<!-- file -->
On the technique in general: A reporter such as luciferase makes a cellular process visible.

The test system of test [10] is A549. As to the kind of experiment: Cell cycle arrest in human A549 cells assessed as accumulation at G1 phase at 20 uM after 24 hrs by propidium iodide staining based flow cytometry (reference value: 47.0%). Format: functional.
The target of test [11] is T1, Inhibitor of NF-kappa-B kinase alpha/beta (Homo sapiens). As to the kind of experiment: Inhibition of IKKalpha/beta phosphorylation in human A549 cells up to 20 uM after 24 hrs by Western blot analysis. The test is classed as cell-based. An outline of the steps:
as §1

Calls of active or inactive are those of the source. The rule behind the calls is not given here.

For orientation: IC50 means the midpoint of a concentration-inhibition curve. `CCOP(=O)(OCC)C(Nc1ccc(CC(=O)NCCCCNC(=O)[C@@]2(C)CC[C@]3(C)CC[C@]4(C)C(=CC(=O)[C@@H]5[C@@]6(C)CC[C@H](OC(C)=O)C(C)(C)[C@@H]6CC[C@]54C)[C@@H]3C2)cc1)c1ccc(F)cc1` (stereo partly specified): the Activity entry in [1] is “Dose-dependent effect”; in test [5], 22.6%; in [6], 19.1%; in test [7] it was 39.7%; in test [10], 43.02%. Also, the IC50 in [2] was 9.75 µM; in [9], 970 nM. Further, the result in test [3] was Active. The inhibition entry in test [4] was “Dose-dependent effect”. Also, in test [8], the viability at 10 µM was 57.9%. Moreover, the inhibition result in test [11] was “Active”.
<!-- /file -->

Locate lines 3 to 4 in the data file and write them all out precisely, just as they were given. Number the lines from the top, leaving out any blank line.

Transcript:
The target of test [11] is T1, Inhibitor of NF-kappa-B kinase alpha/beta (Homo sapiens). As to the kind of experiment: Inhibition of IKKalpha/beta phosphorylation in human A549 cells up to 20 uM after 24 hrs by Western blot analysis. The test is classed as cell-based. An outline of the steps:
as §1